When questioned by media reporters over the usage of commercial shipping line, the Singapore Chief of Army Major-General Melvyn Ong said that it is the cheapest way to transport because of their vast networks in the shipping logistic industry. MG Melvyn Ong claimed that many militaries do the same but without specifying which country.
“It’s a commonly adopted means. Many militaries use it consistently .. during peacetime training. It’s the most cost-effective and efficient means of transporting large amounts of equipment.”
Paper general MG Melvyn Ong then pin the blame fully on the commercial shipping company, APL, for the incident saying that they should be responsible:
“We have a system in place to ensure how this is done properly. We have an established system for engaging commercial companies. All are required to comply with stringent requirements to protect against tampering and theft – for example, we lock; double lock some containers to ensure the security of goods on board. They must also apply for all necessary permits (and) all regulatory requirements while travelling and at ports of call. The contractor has to be responsible for this.”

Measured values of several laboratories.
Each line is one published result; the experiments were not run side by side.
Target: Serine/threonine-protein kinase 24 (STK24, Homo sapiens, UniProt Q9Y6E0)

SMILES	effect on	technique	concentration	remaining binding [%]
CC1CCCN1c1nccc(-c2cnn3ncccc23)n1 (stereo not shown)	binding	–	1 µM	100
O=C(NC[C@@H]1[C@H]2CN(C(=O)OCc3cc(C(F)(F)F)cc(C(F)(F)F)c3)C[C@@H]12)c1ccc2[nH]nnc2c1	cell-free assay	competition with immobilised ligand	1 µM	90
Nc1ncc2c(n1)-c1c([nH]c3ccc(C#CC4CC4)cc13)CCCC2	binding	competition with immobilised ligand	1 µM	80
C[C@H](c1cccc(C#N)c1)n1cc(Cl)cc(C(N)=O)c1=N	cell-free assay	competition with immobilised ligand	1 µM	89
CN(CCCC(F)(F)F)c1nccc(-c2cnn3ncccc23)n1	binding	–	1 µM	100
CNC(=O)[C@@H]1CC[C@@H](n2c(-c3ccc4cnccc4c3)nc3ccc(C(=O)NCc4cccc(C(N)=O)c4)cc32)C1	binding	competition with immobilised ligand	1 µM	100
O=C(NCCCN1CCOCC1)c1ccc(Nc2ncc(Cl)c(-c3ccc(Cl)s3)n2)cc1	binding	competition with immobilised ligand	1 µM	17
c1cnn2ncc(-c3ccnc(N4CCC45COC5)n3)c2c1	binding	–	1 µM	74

Despite blaming APL for the incident, MG Melvyn Ong said that he has no control and that it was a “commercial decision”:
“We don’t specify the route. It’s a purely commercial decision taken by APL. But we don’t stop at certain ports with security implications for cargo.”
The Major General was however ambivalent in his conclusion and sighed:
“We’ve never had an incident before. But we will take a look… Let’s see how it goes.”
This is the first incident of a confiscation by China and highlighted the first casualty of the sale of Singapore’s national shipping line, Neptune Orient Line.